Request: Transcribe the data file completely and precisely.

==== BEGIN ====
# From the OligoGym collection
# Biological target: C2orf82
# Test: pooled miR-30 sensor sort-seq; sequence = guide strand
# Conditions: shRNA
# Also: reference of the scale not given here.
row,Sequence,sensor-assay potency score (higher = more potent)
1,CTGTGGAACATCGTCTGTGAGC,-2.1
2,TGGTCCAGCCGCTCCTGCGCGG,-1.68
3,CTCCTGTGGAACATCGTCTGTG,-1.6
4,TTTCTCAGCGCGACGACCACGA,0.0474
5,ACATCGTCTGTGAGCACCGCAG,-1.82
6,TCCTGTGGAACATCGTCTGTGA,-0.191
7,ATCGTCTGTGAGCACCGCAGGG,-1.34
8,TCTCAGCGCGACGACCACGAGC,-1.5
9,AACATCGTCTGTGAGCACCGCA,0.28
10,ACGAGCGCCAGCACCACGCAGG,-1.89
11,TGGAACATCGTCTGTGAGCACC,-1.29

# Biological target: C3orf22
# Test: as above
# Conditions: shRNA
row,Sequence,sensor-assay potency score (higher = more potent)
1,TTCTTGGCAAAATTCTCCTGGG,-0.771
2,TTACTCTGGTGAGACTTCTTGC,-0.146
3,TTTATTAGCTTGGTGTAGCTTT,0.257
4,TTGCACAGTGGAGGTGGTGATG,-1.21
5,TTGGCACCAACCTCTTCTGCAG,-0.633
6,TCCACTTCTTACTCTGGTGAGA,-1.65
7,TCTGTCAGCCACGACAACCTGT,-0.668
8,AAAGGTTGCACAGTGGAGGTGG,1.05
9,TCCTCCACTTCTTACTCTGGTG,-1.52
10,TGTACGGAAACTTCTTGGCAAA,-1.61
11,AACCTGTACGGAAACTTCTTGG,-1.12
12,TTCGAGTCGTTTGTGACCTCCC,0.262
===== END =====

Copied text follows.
# From the OligoGym collection
# Biological target: C2orf82
# Test: pooled miR-30 sensor sort-seq; sequence = guide strand
# Conditions: shRNA
# Also: reference of the scale not given here.
row,Sequence,sensor-assay potency score (higher = more potent)
1,CTGTGGAACATCGTCTGTGAGC,-2.1
2,TGGTCCAGCCGCTCCTGCGCGG,-1.68
3,CTCCTGTGGAACATCGTCTGTG,-1.6
4,TTTCTCAGCGCGACGACCACGA,0.0474
5,ACATCGTCTGTGAGCACCGCAG,-1.82
6,TCCTGTGGAACATCGTCTGTGA,-0.191
7,ATCGTCTGTGAGCACCGCAGGG,-1.34
8,TCTCAGCGCGACGACCACGAGC,-1.5
9,AACATCGTCTGTGAGCACCGCA,0.28
10,ACGAGCGCCAGCACCACGCAGG,-1.89
11,TGGAACATCGTCTGTGAGCACC,-1.29

# Biological target: C3orf22
# Test: as above
# Conditions: shRNA
row,Sequence,sensor-assay potency score (higher = more potent)
1,TTCTTGGCAAAATTCTCCTGGG,-0.771
2,TTACTCTGGTGAGACTTCTTGC,-0.146
3,TTTATTAGCTTGGTGTAGCTTT,0.257
4,TTGCACAGTGGAGGTGGTGATG,-1.21
5,TTGGCACCAACCTCTTCTGCAG,-0.633
6,TCCACTTCTTACTCTGGTGAGA,-1.65
7,TCTGTCAGCCACGACAACCTGT,-0.668
8,AAAGGTTGCACAGTGGAGGTGG,1.05
9,TCCTCCACTTCTTACTCTGGTG,-1.52
10,TGTACGGAAACTTCTTGGCAAA,-1.61
11,AACCTGTACGGAAACTTCTTGG,-1.12
12,TTCGAGTCGTTTGTGACCTCCC,0.262